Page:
Bible schools heat up faith - Catholic Courier

Bible schools heat up faith

With a sizzling summer thus far across the Southern Tier, a desert theme at several area vacation Bible schools has proven quite timely.

The schools have combined fun and spirituality through games, music, arts and crafts, and other activities. One popular vacation Bible school program in 2006 has been “Fiesta: Where Kids Are Fired Up About Jesus.” It includes such offerings as “grande games,” “maraca munchies” and “hot Bible adventures,” as well as theme-related costumes and songs.

“Fiesta” also centers around “Bible points” for each of the five days: Jesus is our friend; Jesus is our life; Jesus is our leader; Jesus is our savior; Jesus is our helper. Scripture passages are utilized to illustrate these points, such as Christ choosing the first disciples on the “leader” day, and Jesus’ death and resurrection as the basis for the “savior” theme.

“Fiesta” was incorporated into the Bible schools that took place at Immaculate Conception Parish, Ithaca, July 17-21; All Saints, Corning, July 24-28; and St. Casimir/St. Charles Borromeo/Our Lady of Lourdes, Elmira, July 24-27.

“We went with ‘Fiesta’ since it is put out by GROUP Publishing and we’ve had great success with their products in the past,” said Greg Wesley, Immaculate Conception’s pastoral minister for lifelong faith formation.

Meanwhile, All Saints in Lansing cosponsored a “Fiesta” vacation Bible school July 17-21 with Lansing United Methodist Church. It involved two evenings at All Saints, two at the Methodist church and a concluding picnic event at a nearby park. Andra Benson, All Saints’ director of religious education, said the churches have partnered every summer for approximately 30 years to put on a vacation Bible school.

“The first night we were expecting 40 or 50 and we had 70 to 80,” said Debbie Cretney, an All Saints parishioner who is a vacation Bible school organizer. “It’s really wonderful, the fellowship between the two churches — a nice celebration in the summer that all of us look forward to.”

“We’ve been doing many things together. We can be a nice presence in the town together,” Benson added. “It’s extremely successful. We’re exhausted at the end of the week, but it works.”

This year’s Lansing vacation Bible school added a nice human-interest component through a book collection. Benson explained that an All Saints parishioner, Taylor McLean, is stationed in Ghana with the Peace Corps and is seeing that the books get delivered to an orphanage housing children whose parents have died of AIDS.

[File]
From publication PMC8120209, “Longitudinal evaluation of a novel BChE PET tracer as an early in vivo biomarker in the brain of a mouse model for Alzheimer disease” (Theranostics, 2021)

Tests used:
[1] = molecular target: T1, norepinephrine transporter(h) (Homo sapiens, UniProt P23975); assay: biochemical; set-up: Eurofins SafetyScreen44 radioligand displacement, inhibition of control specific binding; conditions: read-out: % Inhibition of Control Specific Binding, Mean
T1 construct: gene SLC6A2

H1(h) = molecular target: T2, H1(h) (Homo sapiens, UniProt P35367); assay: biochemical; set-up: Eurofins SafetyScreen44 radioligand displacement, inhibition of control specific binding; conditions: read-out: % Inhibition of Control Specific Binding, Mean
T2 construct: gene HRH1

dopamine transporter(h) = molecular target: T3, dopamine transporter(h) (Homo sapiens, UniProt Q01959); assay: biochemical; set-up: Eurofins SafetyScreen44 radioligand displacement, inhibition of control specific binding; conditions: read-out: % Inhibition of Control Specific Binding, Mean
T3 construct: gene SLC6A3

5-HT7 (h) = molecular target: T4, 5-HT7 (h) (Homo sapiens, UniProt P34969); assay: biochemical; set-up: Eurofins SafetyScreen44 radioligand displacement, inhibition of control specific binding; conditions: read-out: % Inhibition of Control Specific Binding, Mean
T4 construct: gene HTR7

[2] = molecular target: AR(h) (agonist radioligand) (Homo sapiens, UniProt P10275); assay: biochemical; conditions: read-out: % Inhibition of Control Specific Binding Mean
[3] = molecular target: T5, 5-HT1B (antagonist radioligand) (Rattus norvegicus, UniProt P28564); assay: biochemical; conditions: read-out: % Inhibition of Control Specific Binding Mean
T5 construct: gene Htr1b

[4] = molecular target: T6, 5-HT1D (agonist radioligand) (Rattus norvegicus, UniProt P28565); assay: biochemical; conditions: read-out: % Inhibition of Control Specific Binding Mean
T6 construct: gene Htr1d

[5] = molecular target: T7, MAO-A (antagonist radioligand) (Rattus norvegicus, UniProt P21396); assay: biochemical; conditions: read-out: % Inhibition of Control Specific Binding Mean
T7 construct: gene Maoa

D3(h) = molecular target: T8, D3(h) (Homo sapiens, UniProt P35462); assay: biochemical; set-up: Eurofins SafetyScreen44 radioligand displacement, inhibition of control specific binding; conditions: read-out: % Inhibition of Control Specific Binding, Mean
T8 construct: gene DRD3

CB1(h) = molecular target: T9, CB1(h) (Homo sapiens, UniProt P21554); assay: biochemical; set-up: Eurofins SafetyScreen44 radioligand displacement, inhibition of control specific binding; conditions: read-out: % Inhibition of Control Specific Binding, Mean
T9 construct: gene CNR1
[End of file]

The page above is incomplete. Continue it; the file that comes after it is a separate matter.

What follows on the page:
“It was a terrific response — quite a few piles of books. And the (vacation Bible school) children wrote (the orphans) letters,” Benson said.

Benson noted that vacation Bible school can have a long-term impact on participants and their families.

“We really push people to invite their neighbors who are unchurched,” she said. “Every once in a while (after vacation Bible school concludes) the kids ask their parents to go to regular church.”

Ecumenism has pervaded other Bible schools as well, such as the one in Hammondsport July 26-30 that was open to all area churches, including St. Gabriel’s Parish. In addition, Holy Cross in Dryden took part in a vacation Bible school held June 25-29 at the Methodist and Presbyterian churches in town.

The Dryden vacation Bible school was among the summer’s earlier offerings, whereas Holy Family in northern Steuben/southern Livingston counties (Aug. 21-23) will hold its program on the later end. Themes tend to vary; for instance, within Blessed Trinity/St. Patrick parishes in Tioga County, the offerings included “Veggie Tales” (July 31-Aug. 4 at St. Margaret Mary, Apalachin); “Polar Expeditions” (Aug. 7-11 at St. James, Waverly); and “Treasure Seekers” (Aug. 7-11 at Trout Ponds, Newark Valley).

Though the target students are in lower grades, vacation Bible school also is a good way to get older kids and parents involved. For instance, Wesley said that several parents offer to take on leadership roles, as do previous participants who are entering their teen years.

Wesley said the overall vacation Bible school experience “is such an incredibly energized, exciting and fun time for the kids taking part that they literally do not forget some of the things they learn here.”

He observed that “since it’s optional and fun,” vacation Bible school is eagerly anticipated by children “who perhaps don’t look forward quite as eagerly to Catholic school or religious education.”

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